Proliferation of Smartphones revision.doc

Proliferation of Smartphones revision.doc - Goad1 Name...

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Goad1 Name Professor Class Date Proliferation of Smartphones and Its Impact on the Life of Teenagers One of the significant technological advances that have impacted on the life of the adolescents today are smartphones. Today, a huge percentage of teenagers own smartphones, and they do spend extended periods of time on these devices. Smartphones have becomes an integral part of the life of many teenagers. As a result, face to face interactions has been reduced to the bare minimum (Lenhart 6). According to Hofferth (1604), a study that was conducted between 1997 and 2003, established that non-screen activities by the adolescents decreased by 20 percent while on-screen actions increased tremendously by up to 40 percent. Approximately 65 percent of young people engage with social media at least once in a day (Hofferth, 1605). Twenge observes that on average, young people under the ages of 19 years spend at least seven hours a day on social media outside of their school work (O'Keeffe and Clarke-Pearson 801). In view of the widespread use of smartphones among teenagers, their social and emotional development has been impacted in significant ways, leading to leading to behaviors that are incongruent to previous generations, including diminished social skills, suicides, depression and sleep deprivation. Social skills of adolescents are significantly diminishing as a result of spending much of their time on social media. In a study carried out by renowned American psychologist on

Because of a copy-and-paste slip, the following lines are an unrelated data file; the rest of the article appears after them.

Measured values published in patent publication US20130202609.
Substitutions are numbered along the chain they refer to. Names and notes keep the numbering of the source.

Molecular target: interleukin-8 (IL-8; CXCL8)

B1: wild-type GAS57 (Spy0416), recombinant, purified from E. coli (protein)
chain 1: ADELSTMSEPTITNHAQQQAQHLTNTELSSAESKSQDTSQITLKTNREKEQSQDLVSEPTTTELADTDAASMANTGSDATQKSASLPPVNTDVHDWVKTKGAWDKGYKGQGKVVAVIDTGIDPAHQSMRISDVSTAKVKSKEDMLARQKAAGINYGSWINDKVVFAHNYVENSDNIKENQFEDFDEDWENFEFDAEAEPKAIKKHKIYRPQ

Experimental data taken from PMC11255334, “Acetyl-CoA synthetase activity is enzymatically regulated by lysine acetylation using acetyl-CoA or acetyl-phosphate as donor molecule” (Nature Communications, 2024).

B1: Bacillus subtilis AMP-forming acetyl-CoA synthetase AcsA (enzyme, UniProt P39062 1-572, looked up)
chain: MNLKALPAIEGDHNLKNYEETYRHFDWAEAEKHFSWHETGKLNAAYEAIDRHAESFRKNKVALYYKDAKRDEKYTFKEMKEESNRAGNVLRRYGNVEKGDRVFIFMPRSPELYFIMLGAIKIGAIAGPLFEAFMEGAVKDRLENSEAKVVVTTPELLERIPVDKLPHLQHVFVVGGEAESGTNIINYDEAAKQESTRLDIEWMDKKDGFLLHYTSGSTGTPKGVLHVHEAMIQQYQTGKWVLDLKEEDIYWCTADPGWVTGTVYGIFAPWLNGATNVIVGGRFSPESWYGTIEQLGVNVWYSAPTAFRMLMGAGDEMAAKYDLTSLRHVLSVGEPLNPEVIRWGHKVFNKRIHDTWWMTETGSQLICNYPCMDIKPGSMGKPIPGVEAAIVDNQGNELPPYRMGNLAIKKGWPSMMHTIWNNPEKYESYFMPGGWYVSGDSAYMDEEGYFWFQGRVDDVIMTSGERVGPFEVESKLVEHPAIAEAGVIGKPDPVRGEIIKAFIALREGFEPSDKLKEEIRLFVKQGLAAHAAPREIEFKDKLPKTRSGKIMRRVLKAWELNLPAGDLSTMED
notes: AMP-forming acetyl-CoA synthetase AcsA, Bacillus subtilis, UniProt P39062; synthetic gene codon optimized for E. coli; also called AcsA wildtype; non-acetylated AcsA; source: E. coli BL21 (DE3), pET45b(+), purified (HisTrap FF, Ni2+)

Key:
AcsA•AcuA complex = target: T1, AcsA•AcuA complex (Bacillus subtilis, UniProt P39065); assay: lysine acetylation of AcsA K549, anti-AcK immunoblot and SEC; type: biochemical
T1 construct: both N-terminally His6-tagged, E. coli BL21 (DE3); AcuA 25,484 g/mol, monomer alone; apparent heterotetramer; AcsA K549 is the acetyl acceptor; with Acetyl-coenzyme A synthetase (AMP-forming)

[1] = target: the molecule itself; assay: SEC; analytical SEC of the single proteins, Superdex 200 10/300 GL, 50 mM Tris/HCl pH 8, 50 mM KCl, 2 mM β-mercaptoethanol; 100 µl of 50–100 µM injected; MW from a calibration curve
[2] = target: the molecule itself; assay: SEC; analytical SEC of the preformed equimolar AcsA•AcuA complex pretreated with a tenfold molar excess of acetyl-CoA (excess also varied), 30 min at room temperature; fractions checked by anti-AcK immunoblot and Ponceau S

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Goad2 generation differences, Professor Jean Marie Twenge, it was found out that the ability to interact and strike up conversions is slowly being lost among the young people. Therefore, the interaction with friends and parents is proving to be difficult for most of the young people. In most instances, it has been reduced to one line responses. This is because young people spend much of their time on their smartphones chatting up and connecting with friends. There is little time to develop social skills within the context of an environment where there is physical contact. Therefore, teenagers would instead contact their friends on social media rather than meet up with them in person. With poor social skills, teenagers may not be able to develop effective interpersonal skills which are a critical component for most jobs, as well as for maintaining interpersonal relationships. Jelenchick, Eickhoff, and Moreno (129) note physical contact cut off by heavy use of smartphones is necessary for understanding nonverbal cues in communication. In professional physical settings, ability to understand these cues is critical in determining how one should behave. For instance, nonverbal cues may help one determine what words to use and which ones to avoid. The inability to pick up these nonverbal cues will most definitely lead to unacceptable behavior, which will damage interpersonal and business relationships. This is a severe indictment of how the heavy usage of social media has impacted on their social skills.
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